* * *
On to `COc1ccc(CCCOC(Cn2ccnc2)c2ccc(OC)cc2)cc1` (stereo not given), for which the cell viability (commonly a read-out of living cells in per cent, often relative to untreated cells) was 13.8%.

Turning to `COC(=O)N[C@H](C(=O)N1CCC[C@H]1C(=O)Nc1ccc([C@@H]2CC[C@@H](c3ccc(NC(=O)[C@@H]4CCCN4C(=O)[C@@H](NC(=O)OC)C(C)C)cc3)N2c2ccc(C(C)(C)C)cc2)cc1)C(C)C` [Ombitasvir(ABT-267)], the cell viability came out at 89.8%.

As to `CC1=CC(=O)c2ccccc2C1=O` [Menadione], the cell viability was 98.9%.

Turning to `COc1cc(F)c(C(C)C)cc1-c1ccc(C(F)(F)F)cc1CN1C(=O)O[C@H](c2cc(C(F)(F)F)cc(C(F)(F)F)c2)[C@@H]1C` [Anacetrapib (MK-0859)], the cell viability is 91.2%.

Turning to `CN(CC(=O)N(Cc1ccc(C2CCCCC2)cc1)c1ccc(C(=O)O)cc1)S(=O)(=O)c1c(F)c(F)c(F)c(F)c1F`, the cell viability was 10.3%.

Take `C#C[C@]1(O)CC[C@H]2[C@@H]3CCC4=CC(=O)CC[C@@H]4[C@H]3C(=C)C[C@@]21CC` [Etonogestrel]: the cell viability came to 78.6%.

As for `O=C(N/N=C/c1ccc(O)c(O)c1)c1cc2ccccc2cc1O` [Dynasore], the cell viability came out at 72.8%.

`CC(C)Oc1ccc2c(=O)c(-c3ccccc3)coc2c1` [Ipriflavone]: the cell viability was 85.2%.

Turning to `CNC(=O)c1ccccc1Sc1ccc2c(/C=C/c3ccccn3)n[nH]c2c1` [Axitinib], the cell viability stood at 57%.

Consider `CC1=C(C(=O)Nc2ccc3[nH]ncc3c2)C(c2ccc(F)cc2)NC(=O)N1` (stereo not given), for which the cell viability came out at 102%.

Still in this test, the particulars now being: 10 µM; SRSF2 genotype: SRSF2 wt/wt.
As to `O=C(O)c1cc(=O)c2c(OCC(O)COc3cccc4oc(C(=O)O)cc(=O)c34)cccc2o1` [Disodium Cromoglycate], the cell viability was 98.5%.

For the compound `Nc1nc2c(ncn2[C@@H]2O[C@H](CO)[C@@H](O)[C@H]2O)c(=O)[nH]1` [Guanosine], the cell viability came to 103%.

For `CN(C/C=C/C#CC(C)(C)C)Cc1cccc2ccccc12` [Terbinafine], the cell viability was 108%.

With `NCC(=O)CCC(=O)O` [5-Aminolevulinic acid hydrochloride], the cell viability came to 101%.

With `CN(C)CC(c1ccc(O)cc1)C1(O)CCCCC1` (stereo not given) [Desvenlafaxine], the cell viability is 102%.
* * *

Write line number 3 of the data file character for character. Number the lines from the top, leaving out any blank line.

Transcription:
As to `CC1=CC(=O)c2ccccc2C1=O` [Menadione], the cell viability was 98.9%.